Fueling a New Bubble

So, Fannie Mae and Freddie Mac, the beleaguered government sponsored agencies, which were seized by the US government during the financial crisis, recently announced programs to back loans to low and moderate income borrowers who would only be required to put down three percent, a two percent reduction in what Fannie and Freddie have required.  Fannie Mae argues that the primary barriers to homeownership for first time home buyers is saving money for down payments and closing costs, and it wants to change that.

Fannie Mae and Freddie Mac certainly had their role in the last housing market run-up and the attendant crash, such that the taxpayers were forced to pump over $187 billion to prop them up (all of which has been paid back and more).  Not surprisingly, they are  targets of much criticism after announcing these new plans to broaden home ownership, which many feel will lead to another housing bubble.

Freddie Mac’s program is called “Home Possible Advantage”, and will be open to anyone who meets certain requirements, but first-time home buyers must participate in a home ownership education and counseling program. All participants will have to pay for private mortgage insurance.  Homeowners with Freddie Mac mortgages could also refinance under the program, but would not be able to take any cash out as part of the process.

Fannie Mae’s program will be available to anyone who has not owned a primary residence for the past three years. Private mortgage insurance will be required, and at least one borrower must complete an acceptable pre-purchase home buyer education and counseling program.  Borrowers with Fannie Mae mortgages will be able to refinance and can take out up to $2,000 to cover closing costs, but will not be allowed to remove equity from their home.  Fannie Mae will also require that at least one of the borrowers is a first-time home buyer.  Fannie Mae will also allow for the down payment to paid by a gift from someone else.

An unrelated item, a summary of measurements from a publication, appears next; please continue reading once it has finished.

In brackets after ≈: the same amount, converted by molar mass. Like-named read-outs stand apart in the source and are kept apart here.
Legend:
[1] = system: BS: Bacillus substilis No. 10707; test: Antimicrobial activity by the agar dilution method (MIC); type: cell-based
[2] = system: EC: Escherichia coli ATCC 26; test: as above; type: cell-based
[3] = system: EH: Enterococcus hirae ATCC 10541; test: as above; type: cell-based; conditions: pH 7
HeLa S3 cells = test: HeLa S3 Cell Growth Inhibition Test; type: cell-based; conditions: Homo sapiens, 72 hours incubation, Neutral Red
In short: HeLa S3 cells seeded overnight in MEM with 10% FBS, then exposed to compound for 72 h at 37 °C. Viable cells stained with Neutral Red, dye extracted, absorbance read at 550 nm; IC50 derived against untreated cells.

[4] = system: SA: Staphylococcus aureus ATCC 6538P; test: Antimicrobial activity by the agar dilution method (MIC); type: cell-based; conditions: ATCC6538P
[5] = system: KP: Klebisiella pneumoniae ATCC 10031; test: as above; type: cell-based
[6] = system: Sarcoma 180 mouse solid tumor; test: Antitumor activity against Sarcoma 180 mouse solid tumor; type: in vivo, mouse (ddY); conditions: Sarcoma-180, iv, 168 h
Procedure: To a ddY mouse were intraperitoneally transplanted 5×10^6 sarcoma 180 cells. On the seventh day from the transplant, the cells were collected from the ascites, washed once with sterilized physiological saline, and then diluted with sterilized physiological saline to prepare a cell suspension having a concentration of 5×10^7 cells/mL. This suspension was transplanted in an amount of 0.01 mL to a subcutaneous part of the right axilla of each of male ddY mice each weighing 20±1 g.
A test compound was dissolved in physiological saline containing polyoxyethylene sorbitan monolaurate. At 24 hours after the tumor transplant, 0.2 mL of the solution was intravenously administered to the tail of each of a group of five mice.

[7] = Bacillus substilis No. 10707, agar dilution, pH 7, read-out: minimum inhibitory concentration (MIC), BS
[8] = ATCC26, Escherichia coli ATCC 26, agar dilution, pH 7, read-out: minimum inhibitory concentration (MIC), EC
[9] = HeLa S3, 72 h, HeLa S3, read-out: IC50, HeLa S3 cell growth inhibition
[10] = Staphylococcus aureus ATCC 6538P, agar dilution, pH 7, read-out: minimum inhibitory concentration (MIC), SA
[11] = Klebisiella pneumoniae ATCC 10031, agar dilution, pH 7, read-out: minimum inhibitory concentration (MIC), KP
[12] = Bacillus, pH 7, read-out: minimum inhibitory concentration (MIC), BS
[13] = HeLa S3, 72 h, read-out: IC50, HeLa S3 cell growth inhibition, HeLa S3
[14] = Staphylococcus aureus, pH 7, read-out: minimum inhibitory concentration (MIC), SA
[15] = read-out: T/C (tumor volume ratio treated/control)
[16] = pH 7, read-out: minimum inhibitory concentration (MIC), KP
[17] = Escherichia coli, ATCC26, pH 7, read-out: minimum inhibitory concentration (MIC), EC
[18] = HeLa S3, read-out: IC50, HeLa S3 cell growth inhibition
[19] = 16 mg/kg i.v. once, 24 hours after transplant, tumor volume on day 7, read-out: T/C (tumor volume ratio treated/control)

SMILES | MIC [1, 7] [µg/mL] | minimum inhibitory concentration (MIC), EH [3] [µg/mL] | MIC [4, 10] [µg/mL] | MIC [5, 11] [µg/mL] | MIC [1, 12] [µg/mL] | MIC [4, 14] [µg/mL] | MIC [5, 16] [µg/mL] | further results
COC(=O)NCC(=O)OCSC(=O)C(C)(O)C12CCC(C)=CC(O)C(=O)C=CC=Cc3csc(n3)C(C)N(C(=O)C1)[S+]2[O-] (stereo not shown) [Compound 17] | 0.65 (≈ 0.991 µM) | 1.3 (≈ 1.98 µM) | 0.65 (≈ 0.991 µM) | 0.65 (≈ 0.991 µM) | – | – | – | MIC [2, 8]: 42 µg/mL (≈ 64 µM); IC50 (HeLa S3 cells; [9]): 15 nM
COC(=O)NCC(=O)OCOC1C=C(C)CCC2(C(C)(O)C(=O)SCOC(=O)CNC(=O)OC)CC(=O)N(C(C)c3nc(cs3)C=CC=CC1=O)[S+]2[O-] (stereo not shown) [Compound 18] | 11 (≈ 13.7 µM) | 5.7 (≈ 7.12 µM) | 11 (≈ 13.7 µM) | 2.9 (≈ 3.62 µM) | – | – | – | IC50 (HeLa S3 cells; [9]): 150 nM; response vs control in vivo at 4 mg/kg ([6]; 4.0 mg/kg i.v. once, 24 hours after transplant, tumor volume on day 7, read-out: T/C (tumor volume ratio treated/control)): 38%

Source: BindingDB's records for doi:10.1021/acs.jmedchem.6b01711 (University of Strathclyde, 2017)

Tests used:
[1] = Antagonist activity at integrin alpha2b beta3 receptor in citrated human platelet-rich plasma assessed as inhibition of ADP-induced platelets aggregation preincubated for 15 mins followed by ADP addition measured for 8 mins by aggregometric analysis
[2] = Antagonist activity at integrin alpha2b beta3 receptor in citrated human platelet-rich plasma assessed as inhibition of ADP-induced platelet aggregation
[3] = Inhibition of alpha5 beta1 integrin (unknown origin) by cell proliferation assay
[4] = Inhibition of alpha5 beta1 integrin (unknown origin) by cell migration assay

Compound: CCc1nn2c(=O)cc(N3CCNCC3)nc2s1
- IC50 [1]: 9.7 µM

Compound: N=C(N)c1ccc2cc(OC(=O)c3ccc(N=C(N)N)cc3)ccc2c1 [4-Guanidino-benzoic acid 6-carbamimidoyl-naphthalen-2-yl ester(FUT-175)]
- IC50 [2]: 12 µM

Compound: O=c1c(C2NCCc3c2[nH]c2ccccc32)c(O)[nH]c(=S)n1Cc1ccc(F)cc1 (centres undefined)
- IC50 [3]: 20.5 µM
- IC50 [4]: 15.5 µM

While both programs require mortgage insurance, unlike and FHA loan, the borrower can drop the insurance without having to re-finance, as the mortgage insurance will drop off as soon as the borrower can prove the value of the property has risen below 80% loan to value.  The loans would be allowed only for fixed-rate mortgages on single-family homes that would be the borrower’s primary residence and would require full documentation of the ability to repay the mortgage.

With more substantial safeguards in place for these loans, this may prove a boon to a sluggard housing recovery.  Either way though, Freddie and Fannie will continue to be ceaseless targets of criticism, as they have been for years.  We shall see how these programs play out.

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